"Creative evolution" is discussed in the entry on Henri Bergson as that is the title of a book where he challenged the ability of "natural selection" to be the only driving force in evolution. It then says that scientists have debunked his theories and that "natural selection" is in fact king. The authors of this entry should have looked at the Magic Universe, because that certainly tells a different story. (p. 30)

Science and Its Times: Understanding the Social Significance of Scientific Discovery v.7 (1950-Present) Call Number: Q175.46 S35 2000 v.7

The entry us titled "Evolution and Creationism in American Public Schools." I wonder if the volumes covering early time periods mention in more detail some of the historical debates uncovered in the chronologies above. In the future, that might be worth looking into. (p. 80-83)

Social Issues in Science and Technology Call Number: Q 175.5 N49 1999

Only has an entry on "Creationism" and discusses the same old political stuff (p. 48-51).

Creation/Teaching Descriptor in Education Full Text - first 100 citations

HW Wilson Results: "

Cook, G. Evolution or intelligent design? Science and faith meet school policy. The American School Board Journal v. 192 no. 4 (April 2005) p. 8, 10-11

Phillips, S. Darwin in danger of extinction. The Times Educational Supplement no. 4626 (March 18 2005) p. 20

Klein, J.G., et. al., Rigid and Dogmatic [Discussion of 'One nation, under the designer,' by Mark Terry]. Phi Delta Kappan v. 86 no. 7 (March 2005) p. 559-61"

CQ Researcher article on "Evolution vs. Creationism"

CiteNow!: "Masci, D. (1997, August 22). Evolution vs. creationism. The CQ Researcher Online, 7. Retrieved May 8, 2005, from Document ID: cqresrre1997082200."

This article has an a good bibliography and strives to cover both sides of the issues. I figured that I might as well find a few articles that are from an outright political perspective.

Saturday, May 07, 2005

encyclopedia of cosmology

The subtitle pretty much says it - "historical,philosophical, and scientific foundations of modern cosmology". It includes entries for all modes of thought that have played a role in creating our current cosmological (how the universe is ordered) understanding. For example, there are entries for greek and egyptian cosmologies.

This resource is scientific in nature and a lot less mythical/religious, but it does explain how older cultures scientifically perceived the universe and how it was ordered.

Related entries are under Entries listed under anthropic principle, cosmology, cosmogony, creator, creation, and creation in cosmology.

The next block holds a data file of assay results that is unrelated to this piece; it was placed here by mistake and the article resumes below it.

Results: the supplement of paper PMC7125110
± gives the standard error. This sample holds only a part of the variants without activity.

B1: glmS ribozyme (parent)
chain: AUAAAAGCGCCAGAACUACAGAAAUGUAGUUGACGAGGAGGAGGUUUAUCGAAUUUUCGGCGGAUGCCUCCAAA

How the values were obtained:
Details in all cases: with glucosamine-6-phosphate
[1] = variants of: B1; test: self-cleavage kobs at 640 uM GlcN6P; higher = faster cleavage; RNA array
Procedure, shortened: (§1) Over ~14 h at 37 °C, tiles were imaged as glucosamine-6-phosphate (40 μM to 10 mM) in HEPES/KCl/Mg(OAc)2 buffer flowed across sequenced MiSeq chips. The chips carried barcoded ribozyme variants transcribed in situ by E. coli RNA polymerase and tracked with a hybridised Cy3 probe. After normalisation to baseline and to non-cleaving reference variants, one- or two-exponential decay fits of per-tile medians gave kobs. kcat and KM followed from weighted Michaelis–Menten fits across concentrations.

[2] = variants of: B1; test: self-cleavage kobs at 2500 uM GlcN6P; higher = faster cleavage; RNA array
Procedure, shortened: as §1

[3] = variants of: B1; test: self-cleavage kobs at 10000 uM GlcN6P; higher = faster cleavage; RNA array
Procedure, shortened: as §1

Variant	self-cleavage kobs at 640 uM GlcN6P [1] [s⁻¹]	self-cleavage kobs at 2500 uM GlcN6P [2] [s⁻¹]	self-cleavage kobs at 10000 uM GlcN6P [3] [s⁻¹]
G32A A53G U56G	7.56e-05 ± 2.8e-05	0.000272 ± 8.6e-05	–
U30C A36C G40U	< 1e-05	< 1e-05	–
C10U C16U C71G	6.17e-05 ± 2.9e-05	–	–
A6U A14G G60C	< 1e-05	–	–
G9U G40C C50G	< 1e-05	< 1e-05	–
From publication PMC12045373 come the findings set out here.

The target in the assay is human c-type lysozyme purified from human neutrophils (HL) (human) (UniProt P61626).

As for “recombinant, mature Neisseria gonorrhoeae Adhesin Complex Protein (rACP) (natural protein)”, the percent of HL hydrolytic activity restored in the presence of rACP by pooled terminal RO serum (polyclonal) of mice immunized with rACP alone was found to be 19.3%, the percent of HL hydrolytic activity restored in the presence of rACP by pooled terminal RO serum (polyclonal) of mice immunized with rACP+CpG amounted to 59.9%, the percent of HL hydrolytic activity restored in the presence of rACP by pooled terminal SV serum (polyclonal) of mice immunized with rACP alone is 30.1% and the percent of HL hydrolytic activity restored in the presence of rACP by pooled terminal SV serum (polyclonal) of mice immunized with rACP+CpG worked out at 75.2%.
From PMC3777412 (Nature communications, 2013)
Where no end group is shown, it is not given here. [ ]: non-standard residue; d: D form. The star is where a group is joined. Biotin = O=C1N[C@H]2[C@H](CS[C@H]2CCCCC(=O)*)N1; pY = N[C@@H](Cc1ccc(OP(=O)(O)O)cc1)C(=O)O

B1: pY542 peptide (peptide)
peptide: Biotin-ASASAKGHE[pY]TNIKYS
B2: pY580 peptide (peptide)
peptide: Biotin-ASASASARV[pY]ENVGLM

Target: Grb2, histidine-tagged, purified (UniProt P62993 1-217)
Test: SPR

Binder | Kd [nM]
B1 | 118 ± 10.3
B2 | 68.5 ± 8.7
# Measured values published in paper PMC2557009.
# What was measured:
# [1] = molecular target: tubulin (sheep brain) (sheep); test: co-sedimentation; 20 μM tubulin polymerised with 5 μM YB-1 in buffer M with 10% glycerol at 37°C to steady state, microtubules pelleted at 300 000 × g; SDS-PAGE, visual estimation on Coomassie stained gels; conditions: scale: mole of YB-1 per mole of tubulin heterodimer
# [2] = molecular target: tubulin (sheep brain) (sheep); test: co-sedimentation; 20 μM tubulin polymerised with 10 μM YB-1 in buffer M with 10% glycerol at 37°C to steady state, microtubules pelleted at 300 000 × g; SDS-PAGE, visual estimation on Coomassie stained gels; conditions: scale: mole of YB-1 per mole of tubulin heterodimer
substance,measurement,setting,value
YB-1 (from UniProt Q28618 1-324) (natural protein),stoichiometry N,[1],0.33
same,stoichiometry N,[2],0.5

encyclopedia of science and religion

Entries to follow in this resource are listed under creation, creationism, creation science, design, design argument, divine action, god, intelligent design, scopes trial, scriptural interpretation, darwin.

A lead one could follow to begin research on teaching intelligent design vs. evolution in schools is the Scopes Trial. This is the definitive trial that made the decision to teach evolution in schools.

This would be a good source to find key issues and further reference sources.

Another good aspect is that it includes the view of creationism from other cultures.

sociologically disappointing

Having been through the sociology section and finding nothing relevant to our topic, I am a little disappointed. After finding nothing, my first thought was to take a step back and look for terms such as god, religion, big bang, evolution, supernatural, mythology, intelligent design and spiritual. But none of these worked either. They weren't really entries that weren't specifically related to our subject matter. As a result, I believe the best route would be to look at the bibliographies and references made in other reference works from the religion, mythology, folklore, and philosophy sections.

A More Promising Approach in a Scientific Work

The McGraw Hill Encyclopedia of Science and Technology Call Number Q121 .M3 1997 has neither an entry for creation or evolution, but does have an entry on "Cosmology". In this way, they focus strictly on what science has to say about the begginings of the world.

"Intelligent Design" Suspiciously Absent from Scientific Critique